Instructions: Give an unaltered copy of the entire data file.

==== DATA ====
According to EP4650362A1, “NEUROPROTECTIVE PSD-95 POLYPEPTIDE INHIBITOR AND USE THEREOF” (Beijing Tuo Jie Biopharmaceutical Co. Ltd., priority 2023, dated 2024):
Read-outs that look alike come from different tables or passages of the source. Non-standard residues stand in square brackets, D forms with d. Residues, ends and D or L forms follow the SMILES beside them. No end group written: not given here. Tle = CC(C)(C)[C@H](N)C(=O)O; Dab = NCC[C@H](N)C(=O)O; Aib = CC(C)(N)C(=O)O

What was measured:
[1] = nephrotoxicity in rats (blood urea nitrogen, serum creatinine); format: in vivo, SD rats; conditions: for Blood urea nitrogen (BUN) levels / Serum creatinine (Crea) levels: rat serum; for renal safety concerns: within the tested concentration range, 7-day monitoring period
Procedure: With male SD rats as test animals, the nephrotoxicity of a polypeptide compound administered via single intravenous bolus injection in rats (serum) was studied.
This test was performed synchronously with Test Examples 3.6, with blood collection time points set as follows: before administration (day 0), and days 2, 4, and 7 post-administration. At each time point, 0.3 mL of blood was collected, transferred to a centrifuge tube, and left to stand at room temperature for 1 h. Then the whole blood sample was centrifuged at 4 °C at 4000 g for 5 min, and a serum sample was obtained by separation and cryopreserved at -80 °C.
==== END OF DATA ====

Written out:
According to EP4650362A1, “NEUROPROTECTIVE PSD-95 POLYPEPTIDE INHIBITOR AND USE THEREOF” (Beijing Tuo Jie Biopharmaceutical Co. Ltd., priority 2023, dated 2024):
Read-outs that look alike come from different tables or passages of the source. Non-standard residues stand in square brackets, D forms with d. Residues, ends and D or L forms follow the SMILES beside them. No end group written: not given here. Tle = CC(C)(C)[C@H](N)C(=O)O; Dab = NCC[C@H](N)C(=O)O; Aib = CC(C)(N)C(=O)O

What was measured:
[1] = nephrotoxicity in rats (blood urea nitrogen, serum creatinine); format: in vivo, SD rats; conditions: for Blood urea nitrogen (BUN) levels / Serum creatinine (Crea) levels: rat serum; for renal safety concerns: within the tested concentration range, 7-day monitoring period
Procedure: With male SD rats as test animals, the nephrotoxicity of a polypeptide compound administered via single intravenous bolus injection in rats (serum) was studied.
This test was performed synchronously with Test Examples 3.6, with blood collection time points set as follows: before administration (day 0), and days 2, 4, and 7 post-administration. At each time point, 0.3 mL of blood was collected, transferred to a centrifuge tube, and left to stand at room temperature for 1 h. Then the whole blood sample was centrifuged at 4 °C at 4000 g for 5 min, and a serum sample was obtained by separation and cryopreserved at -80 °C.